Xecutioner’s Return (Candlelight)
by Tim Den
Xecutioner’s Return, like the last couple of Gorefest and Grave records, is a no-frills old school nostalgic trip with only one goal in mind: Stick to the basics. Not that Obituary have ever “experimented,” but almost 20 years after their debut, they sound pretty much exactly the same, which is what all their fans hope for. However, to discerning listeners who yearn for the groove-mindedness of World Demise and/or the creepiness of Cause of Death, Xecutioner’s Return is about as captivating as Back From the Dead. Which is to say not very much.
When the band came out of hibernation with Frozen in Time, even I was quick to praise the quintet’s return and celebrate whatever new recording they were gonna release. It’s called loyalty, you know? But in hindsight, Frozen in Time was an acceptable but not by any means excellent death metal album, especially when compared to Obituary’s 2007 peers. Metal in general has progressed so far beyond Obituary’s meat-and-potatoes approach to slow, stomping brutality that even relatively primitive bands of today make these forefathers sound outdated. No, sounding “fresh” or “modern” is not a prerequisite for bands of Obituary’s ilk, but other groups like Amon Amarth and Kataklysm – relatively “safe” practitioners of the dark craft – are able to write better songs with the same tools. Granted, Obituary do sound a bit more agile and hungry here than they have in a long time – having lead guitarist Ralph Santolla blaze some heavenly and tasty solos certainly helps – but in the end, all the songs blend together into a hazy fog. There’s none of “Don’t Care,” “Turned Inside Out,” or “Back to One”‘s catchy memorability.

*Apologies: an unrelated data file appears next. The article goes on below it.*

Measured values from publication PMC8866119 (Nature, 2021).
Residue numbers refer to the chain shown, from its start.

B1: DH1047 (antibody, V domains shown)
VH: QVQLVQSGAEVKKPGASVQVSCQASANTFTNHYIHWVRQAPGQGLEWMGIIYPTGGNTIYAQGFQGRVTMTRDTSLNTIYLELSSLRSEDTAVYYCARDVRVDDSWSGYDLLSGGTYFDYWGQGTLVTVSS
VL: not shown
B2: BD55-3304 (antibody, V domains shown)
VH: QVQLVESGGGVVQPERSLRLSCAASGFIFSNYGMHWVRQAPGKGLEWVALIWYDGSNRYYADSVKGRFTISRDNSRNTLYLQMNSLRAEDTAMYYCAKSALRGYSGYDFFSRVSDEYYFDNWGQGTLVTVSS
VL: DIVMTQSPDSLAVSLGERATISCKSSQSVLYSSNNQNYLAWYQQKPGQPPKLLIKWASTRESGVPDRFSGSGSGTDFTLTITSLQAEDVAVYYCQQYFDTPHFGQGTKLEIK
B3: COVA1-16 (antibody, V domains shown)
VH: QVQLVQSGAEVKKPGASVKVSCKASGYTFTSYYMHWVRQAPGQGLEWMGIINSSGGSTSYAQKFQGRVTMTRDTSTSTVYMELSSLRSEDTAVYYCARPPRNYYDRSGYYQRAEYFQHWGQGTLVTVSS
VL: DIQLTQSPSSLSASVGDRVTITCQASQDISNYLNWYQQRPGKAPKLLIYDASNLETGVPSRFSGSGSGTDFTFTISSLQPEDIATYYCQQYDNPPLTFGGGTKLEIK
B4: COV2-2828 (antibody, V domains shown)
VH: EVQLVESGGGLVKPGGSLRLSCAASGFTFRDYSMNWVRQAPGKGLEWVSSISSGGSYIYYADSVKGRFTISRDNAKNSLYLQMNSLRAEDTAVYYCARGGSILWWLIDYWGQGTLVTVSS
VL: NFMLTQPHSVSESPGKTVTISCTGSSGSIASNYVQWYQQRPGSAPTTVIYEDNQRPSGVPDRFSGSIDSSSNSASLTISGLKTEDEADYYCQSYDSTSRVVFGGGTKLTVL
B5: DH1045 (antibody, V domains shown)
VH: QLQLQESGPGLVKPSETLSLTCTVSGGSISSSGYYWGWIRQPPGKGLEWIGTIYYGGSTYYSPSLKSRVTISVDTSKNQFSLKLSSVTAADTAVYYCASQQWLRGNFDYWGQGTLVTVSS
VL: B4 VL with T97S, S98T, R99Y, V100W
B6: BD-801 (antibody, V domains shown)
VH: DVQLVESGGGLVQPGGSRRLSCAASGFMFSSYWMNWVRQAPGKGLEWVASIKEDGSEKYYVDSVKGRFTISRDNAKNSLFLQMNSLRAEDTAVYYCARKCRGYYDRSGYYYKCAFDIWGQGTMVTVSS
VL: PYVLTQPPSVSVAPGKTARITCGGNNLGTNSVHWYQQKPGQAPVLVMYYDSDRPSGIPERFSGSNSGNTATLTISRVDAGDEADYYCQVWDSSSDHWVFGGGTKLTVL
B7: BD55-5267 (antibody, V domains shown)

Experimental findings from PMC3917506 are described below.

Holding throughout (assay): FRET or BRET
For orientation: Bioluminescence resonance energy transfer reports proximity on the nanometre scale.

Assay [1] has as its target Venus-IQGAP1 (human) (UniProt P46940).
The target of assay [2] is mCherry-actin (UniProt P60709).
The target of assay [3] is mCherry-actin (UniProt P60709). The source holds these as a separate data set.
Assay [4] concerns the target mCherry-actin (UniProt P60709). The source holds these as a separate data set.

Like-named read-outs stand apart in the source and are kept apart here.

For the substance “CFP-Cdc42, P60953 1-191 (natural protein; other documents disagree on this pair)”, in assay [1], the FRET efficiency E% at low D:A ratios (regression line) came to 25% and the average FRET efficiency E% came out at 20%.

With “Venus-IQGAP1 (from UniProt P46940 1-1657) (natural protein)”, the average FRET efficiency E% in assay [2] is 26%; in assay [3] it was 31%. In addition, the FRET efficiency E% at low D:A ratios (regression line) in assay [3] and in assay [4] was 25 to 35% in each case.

For the faithful who merely want another slab of power chords, breakdowns, and vocalist John Tardy’s unique and unmistakable cry, Xecutioner’s Return will certainly satisfy. For those of us who’ve stuck by the old guards all these years, however, it’ll be tough to keep up the enthusiasm.